Happiness Hours should go down as one of the great pop artifacts of 2018. It may not be suited for Top 40, but it checks all the boxes of a great pop album. Frontman Steve Ciolek has mastered the art of turning highly personalized lyrics into something absorbing and universal; like a DIY Matt Berninger, he possesses the songwriting ability to make anyone nostalgic for a specific time in their life while distinctly singing about his own. An exercise in duality, the album’s guitars are sunny and clean, except for when they go down a darker, more distorted path. Happiness Hours presents pop music in two different lights, equally as weird and ambitious as it is bright and polished, often within the same four minute song.
Experimentation, youth, and the unwanted changes that come with growing up are common themes throughout the album. References to “caps and gowns” are made on the explosive “Other People’s Pets,” a red herring of an opener that is decidedly faster and heavier than almost anything else on the record. Halfway through its 90-second runtime, the song bursts into the kind of undeniable vocal melody Ciolek is known for, acting as a proper buffer between Happiness Hours and 2015’s sleeper hit Runners in the Nerved World. Later, on the blissful single “Twins Twist,” guitarist Toby Reif lays a bed of shimmering, mid-tempo guitars to soundtrack Ciolek’s memories of gravity bongs and a “Chronic 2000 high school state of mind:”
The high keeps you on the ground
When your favorite one in town isn’t around
Kissing other people and trying not to fall in love
Dancing in the darkness, but in the daytime, it’s just a shrug
This time around, Ciolek shows restraint with the falsetto that helped earn the band so many comparisons to Band of Horses and The Shins, only really utilizing it to underline some already impeccable melodies (such as the chorus of “Mix For a Rainy Day”). Later, in that same song, Ciolek delivers a weathered bridge filled with that specialized-yet-universal longing, immediately granting the song new weight and dimension:
I wanna sit your roof again
Not talk about people or friends
Listen to ice cubes clinking, and planes
Amazed how without touching, we touch each other’s brains
The band also tips their collective hat to previously unheard influences. “I felt insane on Lover’s Lane,” starts Ciolek in “Win Affection,” a bouncy piece of jangle-pop pulled straight from The Smiths’ songbook. With a Morrissey-like cadance, he continues:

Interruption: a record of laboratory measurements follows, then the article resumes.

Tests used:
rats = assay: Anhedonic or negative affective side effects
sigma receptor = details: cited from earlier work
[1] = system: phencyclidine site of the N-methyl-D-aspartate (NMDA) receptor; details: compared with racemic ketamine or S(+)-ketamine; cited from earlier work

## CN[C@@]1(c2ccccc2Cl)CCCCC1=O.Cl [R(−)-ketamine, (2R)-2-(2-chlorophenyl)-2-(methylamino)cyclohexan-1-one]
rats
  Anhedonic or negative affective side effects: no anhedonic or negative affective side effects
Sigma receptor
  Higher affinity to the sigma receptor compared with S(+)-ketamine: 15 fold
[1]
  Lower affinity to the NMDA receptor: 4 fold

Less dog with tail between its legs
More like my guts are on display
Food out on a tray, but I can’t eat it
Doesn’t that sound defeated?
And that’s not the only nod to pop’s original depressive crooner; the danciest song here is about, well, not feeling like dancing. But the irresistible power-pop of “Don’t Feel Like Dancing” blazes more trails than one, saving room for a grin-inducing guitar solo – a trend continued on the next track, “Weed Tent.”
Fortunately for us, The Sidekicks never really stop trying new things here, from the shape-shifting tempo of “Serpent in a Sun Drought” to the hyper-literal balladry of the album’s title track. Tucked within its winning closing sequence is “Medium in the Middle,” a back half highlight that follows up on the propulsive energy hinted at in the album’s opening track. Here, Ciolek is at wit’s end, hearing “Hotline Bing’ on constant loop’ and having to explain that, no, he’s not straight-edge, he just already has a headache while turning down booze. But then, a refrain, as the band comes down from the album’s highest point and cools down with the acoustic chords of “Happiness Hours.” Jolting us back to the present, Ciolek reflects on some of his strangest thought processes, about giant white crosses and giant white cross companies, before delivering the album’s ultimate coda: “So if happiness comes in hours/Well it looks like it’s that time for me again.”
Somewhere between Weatherbox’s Flies in All Directions and The Hotelier’s Goodness lies Happiness Hours, an album so reliant on basic human experience that it seems impossible not to relate to some of these songs. As is the case with many of pop’s finest, you come for the hooks and you stay for that unexpected depth that you really ought to expect by now, and as a follow-up to Runners in the Nerved World, The Sidekicks have crafted something perhaps less immediate, but certainly bigger and better in a way only the best sequels can be. In our fairest timeline, Happiness Hours is the kind of album that will unite listeners regardless of genre classifications, as it seemingly transcends a number of them without even trying.